From bubblenet feeding, to the return of Cassiopeia, here are a few of the top sighting stories from the Vancouver Aquarium B.C. Cetacean Sighting Networks’s (Sightings Network) past year.
Life and Loss for Killer Whales
In 2014, two new calves were born to the critically endangered southern resident killer whale community, L120 and J50. L120 was first spotted Sept. 6, 2014, next to mother L86.
Unfortunately, at only seven weeks old, L120 did not appear to be with L-pod after they were spotted in the Salish Sea. A few short months later J50 appeared. First seen on Dec. 30, 2014 and estimated to between four to 10 days old at that time, there is still debate as to who is the mother of this new calf. It was seen swimming alongside J16 and J36, who are mother and daughter and estimated to be 43 and 16 years old respectively.
In early January, 2015, J50 was spotted actively rolling at the water’s surface and a conveniently timed photograph revealed J50 is female. We wish J50 luck as she faces the many challenges that present themselves to young killer whales.
The Return of Cassiopeia
Cassiopeia, a humpback whale with a unique W-shaped marking on the right side of its fluke, was first identified by the researchers at the Marine Education and Research Society in 2008 near Northeastern Vancouver Island. It has been seen most years since in that area and in 2013 was also spotted near Campbell River and in the Strait of Georgia. This year Cassiopeia was spotted in Howe Sound on two confirmed occasions in early autumn. Cassiopeia represents a unique citizen science success story. Due to diligent sightings reporting by coastal residents the Sightings Network has been able to paint a picture of where Cassiopeia has spent time over the past seven years, a great tool for conservation and research.
Turtle Near Tofino
The Sightings Network continues to actively solicit sightings of sea turtles. We predicted 2014 was going to be an exciting year for sea turtle sightings, as many species often seen in association with them such as sunfish, sharks, and jellies were seen in number in B.C. waters. While we didn’t quite receive as many sightings as predicted, a few did arrive, including one made on August 20 off Pacific Rim National Park Reserve. The observer managed to take a photo, and sure enough, it was a leatherback sea turtle. Leatherbacks are B.C.’s most common species of sea turtle as they possess several characteristics that allow them to survive in our cool, temperate waters. Hard-shelled species that have been spotted in B.C. including green, olive ridley, and loggerhead sea turtles are much better suited to warmer waters, and sightings generally occur when individuals find their way up north by following a warm current.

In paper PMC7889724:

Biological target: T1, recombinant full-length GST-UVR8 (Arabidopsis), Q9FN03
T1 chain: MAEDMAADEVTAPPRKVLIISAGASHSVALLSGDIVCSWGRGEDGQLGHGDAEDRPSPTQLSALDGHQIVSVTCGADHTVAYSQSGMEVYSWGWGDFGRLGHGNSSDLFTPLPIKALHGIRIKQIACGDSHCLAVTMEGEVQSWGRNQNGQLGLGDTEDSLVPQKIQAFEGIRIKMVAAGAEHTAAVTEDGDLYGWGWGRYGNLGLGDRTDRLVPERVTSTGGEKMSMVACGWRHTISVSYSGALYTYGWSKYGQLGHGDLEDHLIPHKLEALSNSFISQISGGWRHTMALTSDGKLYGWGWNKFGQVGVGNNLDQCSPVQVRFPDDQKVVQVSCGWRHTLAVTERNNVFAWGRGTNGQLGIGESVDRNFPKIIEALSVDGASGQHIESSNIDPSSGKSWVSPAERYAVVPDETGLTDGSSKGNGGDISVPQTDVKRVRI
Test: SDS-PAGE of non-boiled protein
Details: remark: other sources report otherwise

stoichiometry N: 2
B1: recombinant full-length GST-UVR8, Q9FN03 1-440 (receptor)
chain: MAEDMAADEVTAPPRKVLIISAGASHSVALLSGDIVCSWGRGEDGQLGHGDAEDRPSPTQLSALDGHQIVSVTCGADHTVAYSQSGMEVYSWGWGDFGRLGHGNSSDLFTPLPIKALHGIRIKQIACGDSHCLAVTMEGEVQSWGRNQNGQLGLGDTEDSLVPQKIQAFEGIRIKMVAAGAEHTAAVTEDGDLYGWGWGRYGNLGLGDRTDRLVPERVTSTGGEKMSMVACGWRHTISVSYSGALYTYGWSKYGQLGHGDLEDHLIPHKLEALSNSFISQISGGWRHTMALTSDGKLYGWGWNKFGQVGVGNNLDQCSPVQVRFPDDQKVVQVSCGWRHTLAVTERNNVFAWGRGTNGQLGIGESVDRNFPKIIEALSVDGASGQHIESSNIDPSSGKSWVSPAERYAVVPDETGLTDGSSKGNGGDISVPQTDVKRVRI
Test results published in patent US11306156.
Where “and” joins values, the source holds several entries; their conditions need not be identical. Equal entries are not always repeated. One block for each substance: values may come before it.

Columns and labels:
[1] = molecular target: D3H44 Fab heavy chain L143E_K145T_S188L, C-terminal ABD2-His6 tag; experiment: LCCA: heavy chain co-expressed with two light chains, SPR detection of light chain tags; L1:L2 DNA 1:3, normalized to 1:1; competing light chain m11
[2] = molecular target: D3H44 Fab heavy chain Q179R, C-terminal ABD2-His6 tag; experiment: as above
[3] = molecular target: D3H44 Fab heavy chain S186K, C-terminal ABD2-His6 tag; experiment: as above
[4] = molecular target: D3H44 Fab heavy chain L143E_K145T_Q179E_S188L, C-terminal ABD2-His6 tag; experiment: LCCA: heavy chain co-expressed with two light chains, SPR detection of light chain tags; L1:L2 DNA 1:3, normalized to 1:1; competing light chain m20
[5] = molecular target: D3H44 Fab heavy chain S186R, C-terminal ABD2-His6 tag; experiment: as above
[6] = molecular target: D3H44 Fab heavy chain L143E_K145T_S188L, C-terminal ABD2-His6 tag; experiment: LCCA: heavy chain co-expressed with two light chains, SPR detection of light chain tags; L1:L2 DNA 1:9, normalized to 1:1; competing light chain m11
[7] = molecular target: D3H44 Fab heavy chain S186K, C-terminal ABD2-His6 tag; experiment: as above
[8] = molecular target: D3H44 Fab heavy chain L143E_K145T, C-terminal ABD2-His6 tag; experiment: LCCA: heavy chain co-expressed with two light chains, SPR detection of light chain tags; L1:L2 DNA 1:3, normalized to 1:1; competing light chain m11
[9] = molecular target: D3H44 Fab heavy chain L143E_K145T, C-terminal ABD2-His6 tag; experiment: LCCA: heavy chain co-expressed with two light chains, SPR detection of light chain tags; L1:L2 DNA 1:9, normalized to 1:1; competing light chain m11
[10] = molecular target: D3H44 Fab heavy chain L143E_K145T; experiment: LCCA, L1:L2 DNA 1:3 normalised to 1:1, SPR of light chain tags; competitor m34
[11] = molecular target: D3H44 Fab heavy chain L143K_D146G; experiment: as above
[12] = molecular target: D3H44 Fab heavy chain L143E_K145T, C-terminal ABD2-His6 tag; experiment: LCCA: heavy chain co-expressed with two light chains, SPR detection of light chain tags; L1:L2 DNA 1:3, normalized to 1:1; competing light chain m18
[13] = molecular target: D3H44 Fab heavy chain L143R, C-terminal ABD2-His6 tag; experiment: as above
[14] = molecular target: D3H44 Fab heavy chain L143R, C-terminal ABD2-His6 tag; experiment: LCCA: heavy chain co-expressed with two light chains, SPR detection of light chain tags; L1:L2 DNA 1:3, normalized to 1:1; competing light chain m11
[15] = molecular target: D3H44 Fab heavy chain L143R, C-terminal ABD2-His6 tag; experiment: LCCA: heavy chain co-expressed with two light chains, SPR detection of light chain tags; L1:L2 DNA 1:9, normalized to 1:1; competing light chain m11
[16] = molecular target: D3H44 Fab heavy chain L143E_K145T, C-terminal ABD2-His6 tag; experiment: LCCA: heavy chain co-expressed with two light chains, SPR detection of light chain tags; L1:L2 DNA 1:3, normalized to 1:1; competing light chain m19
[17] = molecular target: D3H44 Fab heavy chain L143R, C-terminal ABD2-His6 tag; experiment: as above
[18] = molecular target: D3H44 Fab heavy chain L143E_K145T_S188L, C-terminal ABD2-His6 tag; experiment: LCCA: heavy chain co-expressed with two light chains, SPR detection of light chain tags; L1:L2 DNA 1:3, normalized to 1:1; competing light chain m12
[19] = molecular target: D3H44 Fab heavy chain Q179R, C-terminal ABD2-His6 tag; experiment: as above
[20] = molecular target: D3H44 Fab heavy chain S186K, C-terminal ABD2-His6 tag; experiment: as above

Risso’s Around Haida Gwaii
Risso’s dolphins again piqued the interest of the Sightings Network staff, when a sighting was made in early August off the southeast coast of Haida Gwaii, not far from where sightings of the species have occurred in the past. These appearances add more intrigue to these mysterious cetaceans – little is known about the groups that spend time in B.C. waters – as they occurred in waters that are much shallower than the offshore waters in which Risso’s dolphins are typically found.
Predators and Prey on Display
Citizens of Squamish were treated to a thrilling multispecies sighting on Mar. 15, 2014. A group of approximately 15 Bigg’s (transient) killer whales were seen hunting a group of about 100 Pacific white-sided dolphins in a spectacular display in Mamquam Blind Channel, near the mouth of Squamish River. Several huge killer whale leaps were viewed as well as an incredible amount of active behavior from the dolphins.
Bubblenets up North
One of our favourite sightings this year was from the Vancouver Aquarium research vessel, Skana, of bubblenet feeding humpback whales in Dixon Entrance. While surveying this region as part of our new North Coast Initiative, the Skana was able to observe and record a group of 11 humpbacks working cooperatively to encircle forage fish using bubbles. This specialized feeding technique is most commonly observed in the northern reaches of the coast. Listening to the whales’ haunting feeding call and then watching them emerge dramatically with their mouths agape was an absolute thrill. Watch a bubblenetting video and learn more about the feeding strategy on our wild whales website.
Our B.C. Cetaceans Sightings Network team is looking forward to hearing all about your cetacean and sea turtle sightings in 2015. You can report anytime by visiting www.wildwhales.org, emailing firstname.lastname@example.org, or by calling our toll-free reporting hotline at 1.866.I.SAW.ONE (472.9663).